NHHC historian John Sherwood—Fulbright-Schuman European Union Affairs Fellowship recipient for the 2019–2020 academic year—has been working on the subject of EU and NATO naval migration-related operations. While in Europe, Sherwood has divided his time between two host institutions: the Institute for the Security Policy at Kiel University in Germany and the Hellenic National Defence College in Athens, Greece. To read about his experience, check out the blogs Kiel: Germany’s Naval City and Greece: Breaking Stereotypes. Sherwood has been a historian with NHHC since 1997, and has written six books on military and naval history. He holds a PhD in history from The George Washington University.

Veterans, Officials Mark 75th Anniversary of Key WWII Battle

On Jan. 9, World War II veterans and military attachés from the Philippines and Australia commemorated the 75th anniversary of the Battle of Luzon at the WWII Memorial in Washington, DC. The battle was one of the bloodiest battles of the war in the Pacific. More than 10,000 American servicemembers were killed in action. The Japanese lost more than 200,000, and between 120,000–140,000 Filipino civilians and combatants were killed as well. On April 9, 1942, Philippine-American forces surrendered to the Japanese at Bataan. Approximately 75,000 Filipino and American troops were forced to make a grueling 65-mile march to Japanese prison camps. Thousands perished during the march due to intense heat, dehydration, and harsh treatment by the Japanese guards. Ira Rigger, who served as a Seabee in the Pacific during the war was at the commemoration. “We built a harbor there,” he said. “It was crucial that we won. That’s the point. If we hadn’t have won, we’d have been serfs.” For more, read the article at DOD’s website.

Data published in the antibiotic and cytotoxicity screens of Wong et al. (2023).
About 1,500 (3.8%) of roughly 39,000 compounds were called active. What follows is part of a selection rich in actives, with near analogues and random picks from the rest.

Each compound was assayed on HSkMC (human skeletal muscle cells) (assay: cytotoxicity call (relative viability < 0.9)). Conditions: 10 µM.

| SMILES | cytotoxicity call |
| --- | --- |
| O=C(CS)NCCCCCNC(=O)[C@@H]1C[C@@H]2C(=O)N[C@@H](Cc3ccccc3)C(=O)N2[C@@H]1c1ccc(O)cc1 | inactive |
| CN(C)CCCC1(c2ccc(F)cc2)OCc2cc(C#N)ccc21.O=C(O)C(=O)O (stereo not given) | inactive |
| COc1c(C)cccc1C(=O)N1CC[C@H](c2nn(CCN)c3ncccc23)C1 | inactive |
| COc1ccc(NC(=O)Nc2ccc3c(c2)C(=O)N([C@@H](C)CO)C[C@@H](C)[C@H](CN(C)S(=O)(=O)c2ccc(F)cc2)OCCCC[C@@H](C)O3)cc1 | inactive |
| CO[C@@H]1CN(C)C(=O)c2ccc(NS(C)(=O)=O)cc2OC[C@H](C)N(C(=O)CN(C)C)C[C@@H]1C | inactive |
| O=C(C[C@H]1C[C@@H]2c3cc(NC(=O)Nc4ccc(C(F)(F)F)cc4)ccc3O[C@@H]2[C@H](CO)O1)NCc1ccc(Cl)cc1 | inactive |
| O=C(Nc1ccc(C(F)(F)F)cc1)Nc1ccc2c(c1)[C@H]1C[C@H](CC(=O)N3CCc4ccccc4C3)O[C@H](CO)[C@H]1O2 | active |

Martin Luther King Jr.

In observance of the 2020 Dr. Martin Luther King Jr. holiday, a national day of service will be recognized on Jan. 20 throughout the United States. Dr. King was widely regarded as America’s preeminent advocate of nonviolence and one of the greatest civil rights leaders in history. The holiday celebrates his life and achievements and encourages people everywhere to reflect on the principles of nonviolent social change and racial equality. The national recurring theme is “Remember! Celebrate! Act! A Day On…Not a Day Off.” It calls upon the American people to engage in public service and promote peaceful social change. To learn more about Dr. King or to download products for celebrations, visit the DEOMI Martin Luther King Jr. Birthday page.